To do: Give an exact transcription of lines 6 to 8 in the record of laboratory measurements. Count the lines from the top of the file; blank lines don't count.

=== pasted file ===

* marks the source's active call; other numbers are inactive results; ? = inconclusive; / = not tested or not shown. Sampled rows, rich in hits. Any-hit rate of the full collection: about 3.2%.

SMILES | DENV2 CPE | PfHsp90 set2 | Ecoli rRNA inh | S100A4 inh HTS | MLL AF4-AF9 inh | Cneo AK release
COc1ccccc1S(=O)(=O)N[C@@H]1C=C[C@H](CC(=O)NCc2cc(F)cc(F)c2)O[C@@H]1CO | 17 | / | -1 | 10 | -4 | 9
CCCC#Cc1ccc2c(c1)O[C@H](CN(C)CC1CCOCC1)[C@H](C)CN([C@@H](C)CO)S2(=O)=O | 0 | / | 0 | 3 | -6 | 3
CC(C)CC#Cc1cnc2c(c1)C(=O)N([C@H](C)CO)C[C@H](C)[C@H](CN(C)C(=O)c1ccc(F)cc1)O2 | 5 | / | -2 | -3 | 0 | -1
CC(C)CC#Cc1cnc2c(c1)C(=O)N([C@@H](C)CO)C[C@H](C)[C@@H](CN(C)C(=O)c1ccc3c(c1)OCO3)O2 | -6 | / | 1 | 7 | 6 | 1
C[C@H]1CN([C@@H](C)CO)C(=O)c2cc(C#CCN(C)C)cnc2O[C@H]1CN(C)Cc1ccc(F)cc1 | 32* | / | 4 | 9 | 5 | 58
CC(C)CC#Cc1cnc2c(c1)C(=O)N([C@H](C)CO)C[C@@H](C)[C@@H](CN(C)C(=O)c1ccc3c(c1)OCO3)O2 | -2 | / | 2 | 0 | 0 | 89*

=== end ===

CC(C)CC#Cc1cnc2c(c1)C(=O)N([C@@H](C)CO)C[C@H](C)[C@@H](CN(C)C(=O)c1ccc3c(c1)OCO3)O2 | -6 | / | 1 | 7 | 6 | 1
C[C@H]1CN([C@@H](C)CO)C(=O)c2cc(C#CCN(C)C)cnc2O[C@H]1CN(C)Cc1ccc(F)cc1 | 32* | / | 4 | 9 | 5 | 58
CC(C)CC#Cc1cnc2c(c1)C(=O)N([C@H](C)CO)C[C@@H](C)[C@@H](CN(C)C(=O)c1ccc3c(c1)OCO3)O2 | -2 | / | 2 | 0 | 0 | 89*